Differentiating normal from pathological atrophy: when is frontotemporal atrophy normal?

Tiffany W. Chow

in Amyotrophic Lateral Sclerosis and the Frontotemporal Dementias

Published on behalf of Oxford University Press

Published in print October 2012 | ISBN: 9780199590674
Published online November 2012 | e-ISBN: 9780191753466 | DOI:
Differentiating normal from pathological atrophy: when is frontotemporal atrophy normal?

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Although we would all prefer to believe that our brains will not atrophy with age, it has been widely observed that the frontal lobe atrophies as we age, to an extent greater than the other lobes. For example, the ratio of frontal pole to total brain volume decreases over age 20 to 40 years in normal controls. Raz and colleagues have shown in volumetric studies that the dorsolateral prefrontal cortex, as opposed to the anterior cingulate gyrus or the orbitofrontal cortex shows the most substantial age-related decline.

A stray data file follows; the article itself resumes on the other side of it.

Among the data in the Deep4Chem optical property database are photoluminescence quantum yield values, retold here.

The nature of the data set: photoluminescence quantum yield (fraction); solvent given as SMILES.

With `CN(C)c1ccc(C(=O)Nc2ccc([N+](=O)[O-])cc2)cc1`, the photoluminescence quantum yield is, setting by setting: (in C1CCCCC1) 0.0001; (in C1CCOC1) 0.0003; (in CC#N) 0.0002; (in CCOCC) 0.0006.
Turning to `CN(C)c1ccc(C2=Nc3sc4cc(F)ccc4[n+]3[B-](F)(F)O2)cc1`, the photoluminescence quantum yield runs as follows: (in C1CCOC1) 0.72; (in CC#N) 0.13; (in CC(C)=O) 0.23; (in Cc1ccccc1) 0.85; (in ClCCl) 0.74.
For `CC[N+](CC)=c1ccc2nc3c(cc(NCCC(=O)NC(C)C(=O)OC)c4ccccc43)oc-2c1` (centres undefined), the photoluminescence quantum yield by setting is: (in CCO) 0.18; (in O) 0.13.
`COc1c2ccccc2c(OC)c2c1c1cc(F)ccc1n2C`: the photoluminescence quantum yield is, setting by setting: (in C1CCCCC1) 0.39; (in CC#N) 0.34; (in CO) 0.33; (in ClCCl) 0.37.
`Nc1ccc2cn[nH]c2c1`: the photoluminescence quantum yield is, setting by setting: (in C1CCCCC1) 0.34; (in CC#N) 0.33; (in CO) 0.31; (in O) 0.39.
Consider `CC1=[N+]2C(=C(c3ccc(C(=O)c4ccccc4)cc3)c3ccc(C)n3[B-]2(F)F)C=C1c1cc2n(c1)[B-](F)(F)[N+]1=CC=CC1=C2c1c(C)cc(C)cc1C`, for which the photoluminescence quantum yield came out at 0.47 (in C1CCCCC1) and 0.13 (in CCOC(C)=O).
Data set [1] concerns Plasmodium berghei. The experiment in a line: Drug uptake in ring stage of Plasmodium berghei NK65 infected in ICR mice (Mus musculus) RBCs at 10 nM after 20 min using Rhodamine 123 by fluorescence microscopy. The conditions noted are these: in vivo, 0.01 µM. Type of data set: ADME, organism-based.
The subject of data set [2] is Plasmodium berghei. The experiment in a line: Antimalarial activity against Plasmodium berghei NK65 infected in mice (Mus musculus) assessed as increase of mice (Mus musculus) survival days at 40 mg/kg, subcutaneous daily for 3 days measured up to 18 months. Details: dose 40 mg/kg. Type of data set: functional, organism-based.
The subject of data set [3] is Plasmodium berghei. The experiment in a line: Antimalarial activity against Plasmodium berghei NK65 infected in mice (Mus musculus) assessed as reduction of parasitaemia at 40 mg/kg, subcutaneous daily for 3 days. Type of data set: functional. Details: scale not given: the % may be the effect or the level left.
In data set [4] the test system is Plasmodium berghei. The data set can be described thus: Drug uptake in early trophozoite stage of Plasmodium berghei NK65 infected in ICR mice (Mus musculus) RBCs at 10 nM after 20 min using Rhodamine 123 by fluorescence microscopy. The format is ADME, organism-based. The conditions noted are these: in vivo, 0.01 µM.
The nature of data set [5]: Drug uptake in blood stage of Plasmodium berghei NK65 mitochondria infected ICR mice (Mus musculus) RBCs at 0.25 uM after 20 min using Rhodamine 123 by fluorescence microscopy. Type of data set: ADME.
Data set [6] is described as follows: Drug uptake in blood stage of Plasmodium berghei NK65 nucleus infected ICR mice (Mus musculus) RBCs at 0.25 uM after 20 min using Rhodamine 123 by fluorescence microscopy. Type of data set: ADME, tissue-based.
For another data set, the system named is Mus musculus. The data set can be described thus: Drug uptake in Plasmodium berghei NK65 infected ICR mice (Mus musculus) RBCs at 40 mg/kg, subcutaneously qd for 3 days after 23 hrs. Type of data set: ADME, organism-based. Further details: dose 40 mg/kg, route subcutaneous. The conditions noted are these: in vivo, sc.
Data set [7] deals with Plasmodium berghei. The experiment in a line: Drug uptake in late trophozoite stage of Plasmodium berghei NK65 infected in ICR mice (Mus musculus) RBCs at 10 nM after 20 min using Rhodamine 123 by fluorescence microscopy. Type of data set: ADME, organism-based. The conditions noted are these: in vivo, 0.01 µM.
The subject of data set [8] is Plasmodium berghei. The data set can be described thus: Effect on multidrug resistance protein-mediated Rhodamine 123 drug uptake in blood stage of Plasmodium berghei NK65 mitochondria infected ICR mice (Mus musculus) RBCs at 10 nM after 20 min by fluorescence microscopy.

In a binary logistic regression analysis to determine which semiautomated volumetrics could discriminate patients with frontotemporal dementia (FTD) from healthy controls, only two regions within the frontal and temporal lobes were helpful. The left anterior cingulate and left anterior temporal regions were most consistently atrophied in patients with FTD, and this applied to behavioural variant FTD as well as cases with primary progressive aphasia. Three control subjects had subthreshold volumes for either the left anterior temporal or the left anterior cingulate volumes of interest, but none of these three were subthreshold for both volumes of interest.

Chapter.  1353 words.  Illustrated.

Subjects: Neurology

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